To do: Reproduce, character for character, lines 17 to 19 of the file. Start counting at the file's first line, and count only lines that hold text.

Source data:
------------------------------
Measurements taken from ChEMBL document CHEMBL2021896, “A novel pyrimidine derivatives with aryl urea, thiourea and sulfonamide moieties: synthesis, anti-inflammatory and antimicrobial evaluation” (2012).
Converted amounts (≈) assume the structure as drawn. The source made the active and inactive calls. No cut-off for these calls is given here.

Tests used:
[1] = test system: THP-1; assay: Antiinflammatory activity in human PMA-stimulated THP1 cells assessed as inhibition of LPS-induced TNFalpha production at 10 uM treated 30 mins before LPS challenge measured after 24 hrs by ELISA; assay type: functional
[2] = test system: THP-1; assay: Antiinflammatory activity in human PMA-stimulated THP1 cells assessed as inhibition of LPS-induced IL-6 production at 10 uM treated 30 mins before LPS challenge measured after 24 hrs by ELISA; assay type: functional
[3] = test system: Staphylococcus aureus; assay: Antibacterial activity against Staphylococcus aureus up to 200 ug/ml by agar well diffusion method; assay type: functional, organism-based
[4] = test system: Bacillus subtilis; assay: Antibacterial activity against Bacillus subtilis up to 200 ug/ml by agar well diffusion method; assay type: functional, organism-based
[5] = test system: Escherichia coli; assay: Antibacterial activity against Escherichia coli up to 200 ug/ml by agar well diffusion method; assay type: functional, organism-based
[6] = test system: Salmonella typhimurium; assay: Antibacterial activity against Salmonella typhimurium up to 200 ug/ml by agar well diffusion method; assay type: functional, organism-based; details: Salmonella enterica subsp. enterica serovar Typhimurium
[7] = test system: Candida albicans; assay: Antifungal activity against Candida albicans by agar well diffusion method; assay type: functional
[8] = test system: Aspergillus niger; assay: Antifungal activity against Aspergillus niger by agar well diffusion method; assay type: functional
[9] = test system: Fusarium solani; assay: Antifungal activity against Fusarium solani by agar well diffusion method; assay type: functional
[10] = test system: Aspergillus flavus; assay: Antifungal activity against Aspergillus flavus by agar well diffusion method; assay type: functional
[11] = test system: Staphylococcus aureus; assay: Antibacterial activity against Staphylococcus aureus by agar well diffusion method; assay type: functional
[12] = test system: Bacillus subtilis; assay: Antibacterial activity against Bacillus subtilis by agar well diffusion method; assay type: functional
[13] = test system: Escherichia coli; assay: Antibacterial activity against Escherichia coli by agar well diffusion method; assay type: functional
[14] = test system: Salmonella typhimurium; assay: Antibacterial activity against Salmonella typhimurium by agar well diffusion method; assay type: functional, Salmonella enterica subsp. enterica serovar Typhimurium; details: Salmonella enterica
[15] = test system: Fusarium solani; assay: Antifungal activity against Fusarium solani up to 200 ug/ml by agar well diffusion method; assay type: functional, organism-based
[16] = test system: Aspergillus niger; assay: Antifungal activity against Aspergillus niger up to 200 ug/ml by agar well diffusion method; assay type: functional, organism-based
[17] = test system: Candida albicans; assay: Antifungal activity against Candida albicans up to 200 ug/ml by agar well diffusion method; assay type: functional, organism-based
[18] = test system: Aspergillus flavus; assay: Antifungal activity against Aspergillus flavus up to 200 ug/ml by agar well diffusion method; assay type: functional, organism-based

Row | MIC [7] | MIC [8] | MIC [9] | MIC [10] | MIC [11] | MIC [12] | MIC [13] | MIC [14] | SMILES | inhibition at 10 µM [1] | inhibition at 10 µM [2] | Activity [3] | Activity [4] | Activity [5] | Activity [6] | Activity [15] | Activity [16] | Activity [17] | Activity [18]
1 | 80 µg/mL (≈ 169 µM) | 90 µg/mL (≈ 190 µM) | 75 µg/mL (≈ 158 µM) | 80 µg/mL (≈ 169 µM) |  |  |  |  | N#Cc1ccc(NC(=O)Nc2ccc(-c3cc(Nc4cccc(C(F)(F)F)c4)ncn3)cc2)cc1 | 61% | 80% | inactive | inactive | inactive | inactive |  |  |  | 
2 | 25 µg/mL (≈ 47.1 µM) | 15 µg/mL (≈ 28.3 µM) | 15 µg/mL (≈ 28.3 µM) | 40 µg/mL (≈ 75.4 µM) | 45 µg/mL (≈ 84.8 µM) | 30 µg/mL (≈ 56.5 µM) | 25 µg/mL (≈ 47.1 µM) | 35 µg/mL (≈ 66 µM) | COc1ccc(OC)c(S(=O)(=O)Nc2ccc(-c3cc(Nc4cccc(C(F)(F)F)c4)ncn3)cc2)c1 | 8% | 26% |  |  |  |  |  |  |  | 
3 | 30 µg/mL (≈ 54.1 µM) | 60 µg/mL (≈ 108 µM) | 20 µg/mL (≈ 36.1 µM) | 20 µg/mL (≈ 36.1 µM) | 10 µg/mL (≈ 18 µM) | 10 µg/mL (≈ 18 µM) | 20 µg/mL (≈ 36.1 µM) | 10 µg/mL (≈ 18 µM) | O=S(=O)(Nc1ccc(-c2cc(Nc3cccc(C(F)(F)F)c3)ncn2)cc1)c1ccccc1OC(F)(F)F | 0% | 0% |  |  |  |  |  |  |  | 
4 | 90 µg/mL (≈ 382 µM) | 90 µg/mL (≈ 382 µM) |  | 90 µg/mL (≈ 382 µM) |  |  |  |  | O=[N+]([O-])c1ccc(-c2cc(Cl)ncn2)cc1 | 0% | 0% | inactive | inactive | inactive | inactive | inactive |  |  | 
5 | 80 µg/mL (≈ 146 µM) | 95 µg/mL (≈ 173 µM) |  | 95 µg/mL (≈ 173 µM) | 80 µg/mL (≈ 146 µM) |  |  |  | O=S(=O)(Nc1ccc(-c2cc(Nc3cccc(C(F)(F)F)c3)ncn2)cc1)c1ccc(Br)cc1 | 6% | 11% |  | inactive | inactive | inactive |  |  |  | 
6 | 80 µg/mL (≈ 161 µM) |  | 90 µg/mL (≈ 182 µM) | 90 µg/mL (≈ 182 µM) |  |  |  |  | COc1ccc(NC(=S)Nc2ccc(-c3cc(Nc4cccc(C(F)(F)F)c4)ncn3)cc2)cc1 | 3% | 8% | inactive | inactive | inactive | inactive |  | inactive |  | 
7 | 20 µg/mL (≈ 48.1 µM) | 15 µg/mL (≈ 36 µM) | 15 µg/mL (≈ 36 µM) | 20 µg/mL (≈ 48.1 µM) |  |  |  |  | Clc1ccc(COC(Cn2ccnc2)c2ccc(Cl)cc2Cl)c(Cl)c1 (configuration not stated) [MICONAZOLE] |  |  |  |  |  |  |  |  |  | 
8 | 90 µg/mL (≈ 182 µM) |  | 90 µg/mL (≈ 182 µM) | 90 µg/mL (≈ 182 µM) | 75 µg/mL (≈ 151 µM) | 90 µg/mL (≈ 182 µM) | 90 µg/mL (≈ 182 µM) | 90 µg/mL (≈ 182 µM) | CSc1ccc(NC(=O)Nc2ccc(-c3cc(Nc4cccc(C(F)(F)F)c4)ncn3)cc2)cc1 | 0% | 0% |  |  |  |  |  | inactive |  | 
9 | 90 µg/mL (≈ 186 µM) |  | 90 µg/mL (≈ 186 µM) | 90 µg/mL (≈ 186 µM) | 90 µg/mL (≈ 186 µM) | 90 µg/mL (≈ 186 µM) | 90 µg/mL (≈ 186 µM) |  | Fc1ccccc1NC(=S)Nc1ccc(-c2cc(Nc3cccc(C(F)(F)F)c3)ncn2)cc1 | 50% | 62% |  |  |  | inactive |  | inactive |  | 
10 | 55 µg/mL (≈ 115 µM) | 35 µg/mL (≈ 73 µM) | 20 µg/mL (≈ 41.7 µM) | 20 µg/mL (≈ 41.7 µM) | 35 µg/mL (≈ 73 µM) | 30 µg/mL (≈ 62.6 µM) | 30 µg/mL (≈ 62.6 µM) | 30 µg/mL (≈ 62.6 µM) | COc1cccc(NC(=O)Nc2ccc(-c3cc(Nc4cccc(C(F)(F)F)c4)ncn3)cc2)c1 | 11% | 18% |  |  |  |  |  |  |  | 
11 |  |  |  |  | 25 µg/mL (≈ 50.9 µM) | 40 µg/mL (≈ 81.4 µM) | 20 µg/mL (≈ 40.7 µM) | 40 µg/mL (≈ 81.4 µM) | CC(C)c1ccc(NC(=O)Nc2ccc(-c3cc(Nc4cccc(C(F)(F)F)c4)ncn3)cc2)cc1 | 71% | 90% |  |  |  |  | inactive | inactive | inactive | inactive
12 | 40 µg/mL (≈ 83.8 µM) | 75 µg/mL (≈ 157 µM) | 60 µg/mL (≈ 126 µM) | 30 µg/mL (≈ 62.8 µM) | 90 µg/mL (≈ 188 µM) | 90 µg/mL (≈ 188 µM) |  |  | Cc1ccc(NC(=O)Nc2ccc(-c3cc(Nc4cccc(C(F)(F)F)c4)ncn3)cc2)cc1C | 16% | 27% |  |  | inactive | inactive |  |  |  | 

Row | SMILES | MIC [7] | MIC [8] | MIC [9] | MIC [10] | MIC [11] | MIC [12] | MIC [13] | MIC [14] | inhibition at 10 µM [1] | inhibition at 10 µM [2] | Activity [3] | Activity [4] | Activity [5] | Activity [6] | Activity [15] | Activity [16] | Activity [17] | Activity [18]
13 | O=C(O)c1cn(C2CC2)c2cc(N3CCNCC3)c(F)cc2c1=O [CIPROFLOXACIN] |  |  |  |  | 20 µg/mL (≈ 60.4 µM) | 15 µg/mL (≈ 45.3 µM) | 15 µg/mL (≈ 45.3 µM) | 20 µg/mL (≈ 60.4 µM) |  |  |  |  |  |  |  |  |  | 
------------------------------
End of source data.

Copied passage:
[14] = test system: Salmonella typhimurium; assay: Antibacterial activity against Salmonella typhimurium by agar well diffusion method; assay type: functional, Salmonella enterica subsp. enterica serovar Typhimurium; details: Salmonella enterica
[15] = test system: Fusarium solani; assay: Antifungal activity against Fusarium solani up to 200 ug/ml by agar well diffusion method; assay type: functional, organism-based
[16] = test system: Aspergillus niger; assay: Antifungal activity against Aspergillus niger up to 200 ug/ml by agar well diffusion method; assay type: functional, organism-based